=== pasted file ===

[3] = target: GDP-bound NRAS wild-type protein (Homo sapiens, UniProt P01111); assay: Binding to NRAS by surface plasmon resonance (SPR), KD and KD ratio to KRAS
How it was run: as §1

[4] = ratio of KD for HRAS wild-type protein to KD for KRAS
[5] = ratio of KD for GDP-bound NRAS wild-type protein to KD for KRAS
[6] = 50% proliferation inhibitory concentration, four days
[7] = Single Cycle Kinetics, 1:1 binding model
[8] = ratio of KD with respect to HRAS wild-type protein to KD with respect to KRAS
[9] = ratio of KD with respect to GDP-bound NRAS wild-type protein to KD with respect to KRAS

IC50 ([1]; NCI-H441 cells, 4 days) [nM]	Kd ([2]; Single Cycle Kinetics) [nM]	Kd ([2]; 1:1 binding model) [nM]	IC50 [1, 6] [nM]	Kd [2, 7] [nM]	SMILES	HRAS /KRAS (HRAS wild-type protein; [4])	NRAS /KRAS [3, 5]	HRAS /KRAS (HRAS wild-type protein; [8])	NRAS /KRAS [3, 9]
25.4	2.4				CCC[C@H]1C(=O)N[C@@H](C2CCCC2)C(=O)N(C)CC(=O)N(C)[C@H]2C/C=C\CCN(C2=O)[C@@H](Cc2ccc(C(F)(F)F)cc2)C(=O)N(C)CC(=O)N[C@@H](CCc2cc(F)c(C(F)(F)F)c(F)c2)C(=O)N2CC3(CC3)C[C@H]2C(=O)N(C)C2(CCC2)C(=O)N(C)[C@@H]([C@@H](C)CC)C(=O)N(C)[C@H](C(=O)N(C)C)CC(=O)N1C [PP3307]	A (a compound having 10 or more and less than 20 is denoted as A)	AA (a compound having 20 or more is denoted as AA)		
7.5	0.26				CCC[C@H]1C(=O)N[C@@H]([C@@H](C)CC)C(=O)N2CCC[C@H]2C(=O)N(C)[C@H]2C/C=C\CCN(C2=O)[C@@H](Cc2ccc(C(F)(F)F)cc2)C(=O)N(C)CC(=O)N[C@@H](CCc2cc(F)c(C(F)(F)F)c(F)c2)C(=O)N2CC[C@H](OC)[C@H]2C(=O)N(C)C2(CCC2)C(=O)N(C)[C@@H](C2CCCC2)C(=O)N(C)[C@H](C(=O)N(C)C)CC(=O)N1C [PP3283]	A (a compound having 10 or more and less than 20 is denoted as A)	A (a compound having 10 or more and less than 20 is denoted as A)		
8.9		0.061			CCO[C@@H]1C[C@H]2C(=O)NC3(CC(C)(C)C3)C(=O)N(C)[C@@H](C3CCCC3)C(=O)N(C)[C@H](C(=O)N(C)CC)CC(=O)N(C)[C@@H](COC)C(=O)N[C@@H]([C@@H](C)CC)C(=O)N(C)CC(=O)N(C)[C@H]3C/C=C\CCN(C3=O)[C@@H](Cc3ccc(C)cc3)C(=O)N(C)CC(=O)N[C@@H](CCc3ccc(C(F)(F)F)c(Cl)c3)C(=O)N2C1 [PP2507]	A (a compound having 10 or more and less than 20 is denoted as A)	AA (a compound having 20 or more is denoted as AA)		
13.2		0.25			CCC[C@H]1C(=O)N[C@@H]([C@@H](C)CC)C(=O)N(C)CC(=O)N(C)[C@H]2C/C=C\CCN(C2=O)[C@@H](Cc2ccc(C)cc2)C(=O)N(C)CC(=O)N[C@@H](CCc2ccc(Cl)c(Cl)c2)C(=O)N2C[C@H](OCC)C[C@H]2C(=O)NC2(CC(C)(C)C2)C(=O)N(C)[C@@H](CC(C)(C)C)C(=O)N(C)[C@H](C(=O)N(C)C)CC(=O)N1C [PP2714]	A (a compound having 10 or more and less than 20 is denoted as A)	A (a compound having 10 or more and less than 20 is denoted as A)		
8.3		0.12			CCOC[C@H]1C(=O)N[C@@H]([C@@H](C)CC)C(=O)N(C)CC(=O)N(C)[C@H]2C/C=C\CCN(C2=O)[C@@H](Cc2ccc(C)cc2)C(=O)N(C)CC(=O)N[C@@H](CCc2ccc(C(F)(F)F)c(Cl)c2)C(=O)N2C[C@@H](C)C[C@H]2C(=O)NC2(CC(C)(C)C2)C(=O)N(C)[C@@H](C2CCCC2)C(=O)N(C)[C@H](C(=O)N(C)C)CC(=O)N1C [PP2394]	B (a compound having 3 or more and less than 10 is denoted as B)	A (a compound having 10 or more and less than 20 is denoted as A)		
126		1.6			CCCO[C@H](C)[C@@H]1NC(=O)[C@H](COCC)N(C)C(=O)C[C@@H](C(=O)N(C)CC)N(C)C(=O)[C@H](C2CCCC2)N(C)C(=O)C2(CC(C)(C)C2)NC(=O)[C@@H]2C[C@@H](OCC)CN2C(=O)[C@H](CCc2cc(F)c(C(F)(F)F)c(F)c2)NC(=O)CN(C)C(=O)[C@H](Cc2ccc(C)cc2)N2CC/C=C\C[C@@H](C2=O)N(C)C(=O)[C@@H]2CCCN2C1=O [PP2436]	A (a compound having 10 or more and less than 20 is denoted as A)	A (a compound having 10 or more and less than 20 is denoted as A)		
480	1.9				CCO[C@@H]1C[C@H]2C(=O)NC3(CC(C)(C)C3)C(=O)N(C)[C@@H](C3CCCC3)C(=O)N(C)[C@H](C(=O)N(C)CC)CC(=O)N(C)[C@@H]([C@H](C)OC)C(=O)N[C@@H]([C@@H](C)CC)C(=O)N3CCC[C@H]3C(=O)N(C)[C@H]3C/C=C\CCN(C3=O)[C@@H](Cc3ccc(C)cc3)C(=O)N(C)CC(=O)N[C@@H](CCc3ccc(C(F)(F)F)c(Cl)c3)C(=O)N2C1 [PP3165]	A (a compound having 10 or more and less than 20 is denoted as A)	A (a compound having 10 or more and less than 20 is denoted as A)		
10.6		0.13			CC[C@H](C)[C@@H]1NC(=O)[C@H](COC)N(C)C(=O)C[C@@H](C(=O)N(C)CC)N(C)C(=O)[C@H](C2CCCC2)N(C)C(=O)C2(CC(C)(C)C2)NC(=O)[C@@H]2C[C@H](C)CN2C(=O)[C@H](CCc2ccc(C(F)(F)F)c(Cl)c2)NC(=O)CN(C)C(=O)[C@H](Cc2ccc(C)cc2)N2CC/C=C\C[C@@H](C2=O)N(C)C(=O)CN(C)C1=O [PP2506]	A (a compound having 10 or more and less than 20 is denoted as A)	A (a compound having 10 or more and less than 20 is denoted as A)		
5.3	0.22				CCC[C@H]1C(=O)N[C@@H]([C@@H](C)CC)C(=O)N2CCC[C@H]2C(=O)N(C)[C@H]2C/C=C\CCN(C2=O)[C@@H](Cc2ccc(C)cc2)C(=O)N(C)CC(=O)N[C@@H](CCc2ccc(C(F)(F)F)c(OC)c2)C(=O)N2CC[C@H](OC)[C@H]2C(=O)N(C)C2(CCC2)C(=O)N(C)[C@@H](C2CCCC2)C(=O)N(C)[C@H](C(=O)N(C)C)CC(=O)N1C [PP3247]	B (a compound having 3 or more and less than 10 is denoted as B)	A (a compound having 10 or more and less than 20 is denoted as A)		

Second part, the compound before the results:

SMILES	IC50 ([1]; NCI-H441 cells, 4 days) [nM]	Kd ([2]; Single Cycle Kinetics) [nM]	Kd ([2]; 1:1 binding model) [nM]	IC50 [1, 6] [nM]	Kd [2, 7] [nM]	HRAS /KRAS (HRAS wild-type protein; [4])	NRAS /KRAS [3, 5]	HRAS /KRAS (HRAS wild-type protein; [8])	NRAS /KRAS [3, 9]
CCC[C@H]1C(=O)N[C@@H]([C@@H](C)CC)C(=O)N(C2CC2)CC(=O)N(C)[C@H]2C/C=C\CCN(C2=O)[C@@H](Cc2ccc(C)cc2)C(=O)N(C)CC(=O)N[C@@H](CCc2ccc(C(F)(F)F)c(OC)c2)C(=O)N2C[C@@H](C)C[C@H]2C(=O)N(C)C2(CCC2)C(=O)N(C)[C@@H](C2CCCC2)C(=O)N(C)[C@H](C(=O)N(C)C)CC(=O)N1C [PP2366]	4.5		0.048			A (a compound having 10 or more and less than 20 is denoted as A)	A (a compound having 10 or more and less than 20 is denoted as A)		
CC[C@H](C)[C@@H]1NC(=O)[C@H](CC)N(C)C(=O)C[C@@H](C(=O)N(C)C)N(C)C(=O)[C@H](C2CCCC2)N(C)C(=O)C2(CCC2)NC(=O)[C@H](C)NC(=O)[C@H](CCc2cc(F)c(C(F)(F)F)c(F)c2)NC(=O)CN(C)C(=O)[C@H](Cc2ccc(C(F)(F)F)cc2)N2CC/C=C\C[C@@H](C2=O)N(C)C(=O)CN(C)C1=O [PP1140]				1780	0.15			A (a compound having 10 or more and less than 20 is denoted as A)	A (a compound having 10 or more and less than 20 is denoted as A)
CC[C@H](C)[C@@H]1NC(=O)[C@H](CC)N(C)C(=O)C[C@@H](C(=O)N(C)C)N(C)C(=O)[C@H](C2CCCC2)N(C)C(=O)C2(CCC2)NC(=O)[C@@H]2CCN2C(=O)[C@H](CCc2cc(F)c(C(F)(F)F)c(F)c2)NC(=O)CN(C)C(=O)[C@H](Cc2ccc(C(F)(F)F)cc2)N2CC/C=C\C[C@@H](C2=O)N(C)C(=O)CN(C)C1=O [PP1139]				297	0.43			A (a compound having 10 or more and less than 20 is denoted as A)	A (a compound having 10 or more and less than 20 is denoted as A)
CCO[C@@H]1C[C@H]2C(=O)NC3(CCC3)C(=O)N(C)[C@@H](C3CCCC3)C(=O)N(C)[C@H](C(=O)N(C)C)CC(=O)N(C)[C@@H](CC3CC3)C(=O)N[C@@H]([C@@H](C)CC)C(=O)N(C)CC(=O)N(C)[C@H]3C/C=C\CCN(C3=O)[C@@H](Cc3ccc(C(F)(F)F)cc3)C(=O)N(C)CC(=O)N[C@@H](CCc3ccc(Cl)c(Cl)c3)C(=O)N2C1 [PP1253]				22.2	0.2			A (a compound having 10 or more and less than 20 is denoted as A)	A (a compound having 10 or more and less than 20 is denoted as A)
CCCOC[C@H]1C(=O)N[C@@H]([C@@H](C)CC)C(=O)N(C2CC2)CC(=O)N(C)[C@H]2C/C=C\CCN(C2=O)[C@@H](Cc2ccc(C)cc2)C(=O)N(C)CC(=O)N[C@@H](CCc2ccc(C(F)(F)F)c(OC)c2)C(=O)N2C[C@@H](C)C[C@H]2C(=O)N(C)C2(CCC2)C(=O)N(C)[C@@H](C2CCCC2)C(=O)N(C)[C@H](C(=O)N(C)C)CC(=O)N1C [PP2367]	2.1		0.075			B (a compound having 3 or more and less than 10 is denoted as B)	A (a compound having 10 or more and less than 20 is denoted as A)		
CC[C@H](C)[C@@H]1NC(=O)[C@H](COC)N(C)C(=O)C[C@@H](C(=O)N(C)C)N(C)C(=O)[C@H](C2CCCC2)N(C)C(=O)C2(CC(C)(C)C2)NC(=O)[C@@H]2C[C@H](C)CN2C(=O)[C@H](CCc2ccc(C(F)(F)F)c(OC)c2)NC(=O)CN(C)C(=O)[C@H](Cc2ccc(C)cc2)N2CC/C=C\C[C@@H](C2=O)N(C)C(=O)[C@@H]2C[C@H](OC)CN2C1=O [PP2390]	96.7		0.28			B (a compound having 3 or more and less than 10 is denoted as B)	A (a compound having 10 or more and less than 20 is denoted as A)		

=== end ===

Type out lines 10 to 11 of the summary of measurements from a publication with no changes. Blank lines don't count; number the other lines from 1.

25.4	2.4				CCC[C@H]1C(=O)N[C@@H](C2CCCC2)C(=O)N(C)CC(=O)N(C)[C@H]2C/C=C\CCN(C2=O)[C@@H](Cc2ccc(C(F)(F)F)cc2)C(=O)N(C)CC(=O)N[C@@H](CCc2cc(F)c(C(F)(F)F)c(F)c2)C(=O)N2CC3(CC3)C[C@H]2C(=O)N(C)C2(CCC2)C(=O)N(C)[C@@H]([C@@H](C)CC)C(=O)N(C)[C@H](C(=O)N(C)C)CC(=O)N1C [PP3307]	A (a compound having 10 or more and less than 20 is denoted as A)	AA (a compound having 20 or more is denoted as AA)		
7.5	0.26				CCC[C@H]1C(=O)N[C@@H]([C@@H](C)CC)C(=O)N2CCC[C@H]2C(=O)N(C)[C@H]2C/C=C\CCN(C2=O)[C@@H](Cc2ccc(C(F)(F)F)cc2)C(=O)N(C)CC(=O)N[C@@H](CCc2cc(F)c(C(F)(F)F)c(F)c2)C(=O)N2CC[C@H](OC)[C@H]2C(=O)N(C)C2(CCC2)C(=O)N(C)[C@@H](C2CCCC2)C(=O)N(C)[C@H](C(=O)N(C)C)CC(=O)N1C [PP3283]	A (a compound having 10 or more and less than 20 is denoted as A)	A (a compound having 10 or more and less than 20 is denoted as A)		